Clinical manifestations of nontuberculous mycobacteria infections.
Clin Microbiol Infect. 2009 Oct;15(10):906-10
Authors: Tortoli E
The isolation of nontuberculous mycobacteria (NTM) from clinical specimens has become very frequent in the last years. Such organisms are typically environmental and poorly pathogenic for humans; they can, however, be responsible for opportunistic diseases in subjects presenting with various predisposing conditions. Pulmonary infections are responsible for the most frequent disease caused by NTM, although the relevance of mycobacterioses involving other parts of the body is increasing. The risk of disseminated infections characterizing immunocompromised patients is well known, and those numbers are steadily rising. The lymph nodes, cutis and soft tissues, as well as bone and joints, are also important targets of NTM infection. The problems concerning the assessment of the clinical significance of NTM, along with a consideration of the more frequent NTM pathologies, are the major objectives of this review.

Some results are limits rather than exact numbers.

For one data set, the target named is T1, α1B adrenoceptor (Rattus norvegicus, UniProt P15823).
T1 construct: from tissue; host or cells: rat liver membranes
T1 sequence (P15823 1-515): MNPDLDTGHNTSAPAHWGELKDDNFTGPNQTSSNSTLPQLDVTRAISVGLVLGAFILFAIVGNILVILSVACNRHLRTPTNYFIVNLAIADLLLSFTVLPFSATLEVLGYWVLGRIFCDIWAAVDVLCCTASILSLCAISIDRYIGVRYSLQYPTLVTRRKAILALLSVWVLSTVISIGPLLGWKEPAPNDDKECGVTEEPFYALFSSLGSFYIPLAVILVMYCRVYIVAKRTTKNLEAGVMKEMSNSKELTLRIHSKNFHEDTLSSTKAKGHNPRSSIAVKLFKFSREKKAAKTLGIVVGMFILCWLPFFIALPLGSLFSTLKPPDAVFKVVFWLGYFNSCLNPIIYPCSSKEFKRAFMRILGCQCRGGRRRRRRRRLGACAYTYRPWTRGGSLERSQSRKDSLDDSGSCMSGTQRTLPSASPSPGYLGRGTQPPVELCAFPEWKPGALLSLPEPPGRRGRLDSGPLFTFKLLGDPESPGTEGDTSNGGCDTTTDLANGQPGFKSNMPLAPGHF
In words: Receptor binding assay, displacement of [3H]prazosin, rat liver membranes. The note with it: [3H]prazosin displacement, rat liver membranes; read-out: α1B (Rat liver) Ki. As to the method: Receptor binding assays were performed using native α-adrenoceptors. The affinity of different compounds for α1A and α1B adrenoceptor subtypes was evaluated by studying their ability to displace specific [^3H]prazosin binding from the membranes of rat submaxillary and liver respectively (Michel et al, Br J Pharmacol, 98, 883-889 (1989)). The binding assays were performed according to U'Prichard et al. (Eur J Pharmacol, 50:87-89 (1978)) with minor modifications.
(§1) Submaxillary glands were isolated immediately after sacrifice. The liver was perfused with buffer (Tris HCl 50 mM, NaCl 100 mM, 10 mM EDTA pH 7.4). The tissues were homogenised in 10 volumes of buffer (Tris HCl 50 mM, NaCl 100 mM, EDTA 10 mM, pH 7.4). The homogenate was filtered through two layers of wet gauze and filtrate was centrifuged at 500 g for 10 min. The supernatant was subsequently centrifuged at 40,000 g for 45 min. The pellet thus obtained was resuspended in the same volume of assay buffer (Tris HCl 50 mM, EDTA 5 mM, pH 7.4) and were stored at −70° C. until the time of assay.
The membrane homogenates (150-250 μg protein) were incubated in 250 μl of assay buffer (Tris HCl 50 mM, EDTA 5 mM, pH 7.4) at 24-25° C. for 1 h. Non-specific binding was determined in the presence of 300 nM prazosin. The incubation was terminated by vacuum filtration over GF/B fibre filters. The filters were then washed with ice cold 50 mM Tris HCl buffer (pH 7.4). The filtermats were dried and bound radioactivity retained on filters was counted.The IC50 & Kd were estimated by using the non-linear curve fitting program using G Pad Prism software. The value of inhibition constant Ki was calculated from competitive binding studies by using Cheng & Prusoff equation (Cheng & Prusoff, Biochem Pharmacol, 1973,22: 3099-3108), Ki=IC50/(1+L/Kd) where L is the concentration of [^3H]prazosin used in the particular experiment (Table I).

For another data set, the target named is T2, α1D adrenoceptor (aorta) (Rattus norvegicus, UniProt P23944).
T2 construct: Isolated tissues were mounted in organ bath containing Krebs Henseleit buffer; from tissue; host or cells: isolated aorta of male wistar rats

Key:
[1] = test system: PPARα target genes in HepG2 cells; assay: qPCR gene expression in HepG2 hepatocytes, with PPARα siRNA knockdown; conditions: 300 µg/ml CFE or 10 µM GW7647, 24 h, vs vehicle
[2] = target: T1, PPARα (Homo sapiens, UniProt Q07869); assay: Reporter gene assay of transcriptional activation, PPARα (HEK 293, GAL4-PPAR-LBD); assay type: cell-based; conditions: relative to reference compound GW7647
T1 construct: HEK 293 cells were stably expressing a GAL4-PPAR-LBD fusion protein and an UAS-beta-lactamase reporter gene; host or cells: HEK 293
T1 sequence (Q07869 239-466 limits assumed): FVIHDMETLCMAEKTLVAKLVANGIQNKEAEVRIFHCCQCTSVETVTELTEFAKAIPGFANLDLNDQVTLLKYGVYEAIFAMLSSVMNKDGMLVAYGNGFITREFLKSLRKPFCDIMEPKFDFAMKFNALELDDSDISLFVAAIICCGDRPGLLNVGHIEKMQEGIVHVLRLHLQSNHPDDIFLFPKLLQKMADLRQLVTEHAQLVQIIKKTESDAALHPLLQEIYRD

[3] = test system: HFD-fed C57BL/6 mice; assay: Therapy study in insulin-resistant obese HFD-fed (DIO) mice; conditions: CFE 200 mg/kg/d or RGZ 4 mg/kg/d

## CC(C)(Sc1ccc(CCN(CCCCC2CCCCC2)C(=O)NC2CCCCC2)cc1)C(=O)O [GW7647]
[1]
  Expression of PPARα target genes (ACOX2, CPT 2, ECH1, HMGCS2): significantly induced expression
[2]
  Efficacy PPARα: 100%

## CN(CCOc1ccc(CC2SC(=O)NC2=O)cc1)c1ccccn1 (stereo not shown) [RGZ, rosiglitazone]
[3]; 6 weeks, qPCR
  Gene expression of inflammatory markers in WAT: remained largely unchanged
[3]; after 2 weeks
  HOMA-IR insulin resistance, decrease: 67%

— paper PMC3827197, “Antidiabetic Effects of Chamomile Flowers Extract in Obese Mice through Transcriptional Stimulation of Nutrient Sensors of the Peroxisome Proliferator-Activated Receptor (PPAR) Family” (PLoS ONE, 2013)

PMID: 19845702 [PubMed - in process]